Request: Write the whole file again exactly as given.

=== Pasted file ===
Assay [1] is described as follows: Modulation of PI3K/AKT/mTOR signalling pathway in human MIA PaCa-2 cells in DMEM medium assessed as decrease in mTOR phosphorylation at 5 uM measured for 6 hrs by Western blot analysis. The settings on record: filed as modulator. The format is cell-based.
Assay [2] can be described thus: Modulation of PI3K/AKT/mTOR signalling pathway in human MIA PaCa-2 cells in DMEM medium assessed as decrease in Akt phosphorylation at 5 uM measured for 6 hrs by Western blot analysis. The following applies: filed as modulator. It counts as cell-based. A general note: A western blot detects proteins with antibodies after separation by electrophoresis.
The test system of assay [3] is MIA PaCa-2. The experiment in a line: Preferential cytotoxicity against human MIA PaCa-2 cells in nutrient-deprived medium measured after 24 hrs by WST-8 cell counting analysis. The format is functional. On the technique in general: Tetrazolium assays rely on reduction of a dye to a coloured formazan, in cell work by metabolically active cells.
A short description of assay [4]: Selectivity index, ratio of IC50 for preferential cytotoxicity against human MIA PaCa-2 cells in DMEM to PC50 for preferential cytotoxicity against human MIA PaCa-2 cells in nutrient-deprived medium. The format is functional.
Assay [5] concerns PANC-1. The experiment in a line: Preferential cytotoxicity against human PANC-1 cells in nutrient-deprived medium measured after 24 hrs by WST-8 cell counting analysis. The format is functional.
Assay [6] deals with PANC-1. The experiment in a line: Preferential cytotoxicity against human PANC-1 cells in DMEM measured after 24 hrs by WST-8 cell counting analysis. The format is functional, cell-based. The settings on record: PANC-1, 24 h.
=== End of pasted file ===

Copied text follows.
Assay [1] is described as follows: Modulation of PI3K/AKT/mTOR signalling pathway in human MIA PaCa-2 cells in DMEM medium assessed as decrease in mTOR phosphorylation at 5 uM measured for 6 hrs by Western blot analysis. The settings on record: filed as modulator. The format is cell-based.
Assay [2] can be described thus: Modulation of PI3K/AKT/mTOR signalling pathway in human MIA PaCa-2 cells in DMEM medium assessed as decrease in Akt phosphorylation at 5 uM measured for 6 hrs by Western blot analysis. The following applies: filed as modulator. It counts as cell-based. A general note: A western blot detects proteins with antibodies after separation by electrophoresis.
The test system of assay [3] is MIA PaCa-2. The experiment in a line: Preferential cytotoxicity against human MIA PaCa-2 cells in nutrient-deprived medium measured after 24 hrs by WST-8 cell counting analysis. The format is functional. On the technique in general: Tetrazolium assays rely on reduction of a dye to a coloured formazan, in cell work by metabolically active cells.
A short description of assay [4]: Selectivity index, ratio of IC50 for preferential cytotoxicity against human MIA PaCa-2 cells in DMEM to PC50 for preferential cytotoxicity against human MIA PaCa-2 cells in nutrient-deprived medium. The format is functional.
Assay [5] concerns PANC-1. The experiment in a line: Preferential cytotoxicity against human PANC-1 cells in nutrient-deprived medium measured after 24 hrs by WST-8 cell counting analysis. The format is functional.
Assay [6] deals with PANC-1. The experiment in a line: Preferential cytotoxicity against human PANC-1 cells in DMEM measured after 24 hrs by WST-8 cell counting analysis. The format is functional, cell-based. The settings on record: PANC-1, 24 h.